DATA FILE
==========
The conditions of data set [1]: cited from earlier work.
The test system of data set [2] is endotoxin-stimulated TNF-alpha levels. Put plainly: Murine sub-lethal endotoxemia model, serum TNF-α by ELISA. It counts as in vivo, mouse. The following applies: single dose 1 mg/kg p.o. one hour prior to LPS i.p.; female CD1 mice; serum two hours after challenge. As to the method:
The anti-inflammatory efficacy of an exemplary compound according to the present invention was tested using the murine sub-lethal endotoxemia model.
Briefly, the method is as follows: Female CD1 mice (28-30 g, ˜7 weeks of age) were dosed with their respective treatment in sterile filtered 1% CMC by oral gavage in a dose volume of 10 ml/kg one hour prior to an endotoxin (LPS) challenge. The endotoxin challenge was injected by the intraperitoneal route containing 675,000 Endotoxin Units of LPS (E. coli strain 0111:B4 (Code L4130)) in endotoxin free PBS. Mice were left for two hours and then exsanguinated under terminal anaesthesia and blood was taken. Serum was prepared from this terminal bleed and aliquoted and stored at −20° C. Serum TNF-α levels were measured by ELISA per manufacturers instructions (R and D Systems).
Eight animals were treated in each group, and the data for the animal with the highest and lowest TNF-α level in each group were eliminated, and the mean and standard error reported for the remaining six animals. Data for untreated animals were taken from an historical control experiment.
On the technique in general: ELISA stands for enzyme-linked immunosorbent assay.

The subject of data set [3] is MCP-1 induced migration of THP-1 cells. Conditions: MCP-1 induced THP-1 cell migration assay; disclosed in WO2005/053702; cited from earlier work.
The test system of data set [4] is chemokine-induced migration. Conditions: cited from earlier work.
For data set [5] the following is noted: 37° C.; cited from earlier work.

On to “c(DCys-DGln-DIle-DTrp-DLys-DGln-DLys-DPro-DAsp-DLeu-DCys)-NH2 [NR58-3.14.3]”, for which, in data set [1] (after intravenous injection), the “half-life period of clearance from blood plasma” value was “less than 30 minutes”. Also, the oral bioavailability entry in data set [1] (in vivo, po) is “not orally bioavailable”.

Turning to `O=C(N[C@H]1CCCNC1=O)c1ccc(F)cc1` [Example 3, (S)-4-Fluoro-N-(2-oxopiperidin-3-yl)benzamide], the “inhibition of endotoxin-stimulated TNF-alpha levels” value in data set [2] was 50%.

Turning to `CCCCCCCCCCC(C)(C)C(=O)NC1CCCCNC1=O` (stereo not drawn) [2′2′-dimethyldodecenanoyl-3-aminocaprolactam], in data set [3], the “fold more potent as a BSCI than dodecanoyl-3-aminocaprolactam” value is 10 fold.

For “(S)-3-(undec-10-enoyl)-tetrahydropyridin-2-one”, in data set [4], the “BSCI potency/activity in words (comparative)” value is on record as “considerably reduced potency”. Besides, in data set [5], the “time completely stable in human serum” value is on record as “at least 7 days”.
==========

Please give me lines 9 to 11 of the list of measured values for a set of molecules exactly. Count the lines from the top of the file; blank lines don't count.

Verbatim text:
For data set [5] the following is noted: 37° C.; cited from earlier work.

On to “c(DCys-DGln-DIle-DTrp-DLys-DGln-DLys-DPro-DAsp-DLeu-DCys)-NH2 [NR58-3.14.3]”, for which, in data set [1] (after intravenous injection), the “half-life period of clearance from blood plasma” value was “less than 30 minutes”. Also, the oral bioavailability entry in data set [1] (in vivo, po) is “not orally bioavailable”.

Turning to `O=C(N[C@H]1CCCNC1=O)c1ccc(F)cc1` [Example 3, (S)-4-Fluoro-N-(2-oxopiperidin-3-yl)benzamide], the “inhibition of endotoxin-stimulated TNF-alpha levels” value in data set [2] was 50%.